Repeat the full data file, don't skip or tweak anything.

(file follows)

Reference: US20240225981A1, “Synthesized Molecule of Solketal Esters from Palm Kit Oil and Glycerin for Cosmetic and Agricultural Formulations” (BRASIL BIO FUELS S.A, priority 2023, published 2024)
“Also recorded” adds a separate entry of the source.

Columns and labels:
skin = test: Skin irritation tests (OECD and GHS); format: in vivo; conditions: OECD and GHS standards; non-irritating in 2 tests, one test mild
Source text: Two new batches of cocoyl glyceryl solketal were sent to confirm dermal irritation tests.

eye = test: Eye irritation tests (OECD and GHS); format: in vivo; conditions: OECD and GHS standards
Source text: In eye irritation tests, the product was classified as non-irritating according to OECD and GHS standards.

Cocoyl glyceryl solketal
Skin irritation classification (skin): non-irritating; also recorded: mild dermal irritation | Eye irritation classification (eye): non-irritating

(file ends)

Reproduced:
Reference: US20240225981A1, “Synthesized Molecule of Solketal Esters from Palm Kit Oil and Glycerin for Cosmetic and Agricultural Formulations” (BRASIL BIO FUELS S.A, priority 2023, published 2024)
“Also recorded” adds a separate entry of the source.

Columns and labels:
skin = test: Skin irritation tests (OECD and GHS); format: in vivo; conditions: OECD and GHS standards; non-irritating in 2 tests, one test mild
Source text: Two new batches of cocoyl glyceryl solketal were sent to confirm dermal irritation tests.

eye = test: Eye irritation tests (OECD and GHS); format: in vivo; conditions: OECD and GHS standards
Source text: In eye irritation tests, the product was classified as non-irritating according to OECD and GHS standards.

Cocoyl glyceryl solketal
Skin irritation classification (skin): non-irritating; also recorded: mild dermal irritation | Eye irritation classification (eye): non-irritating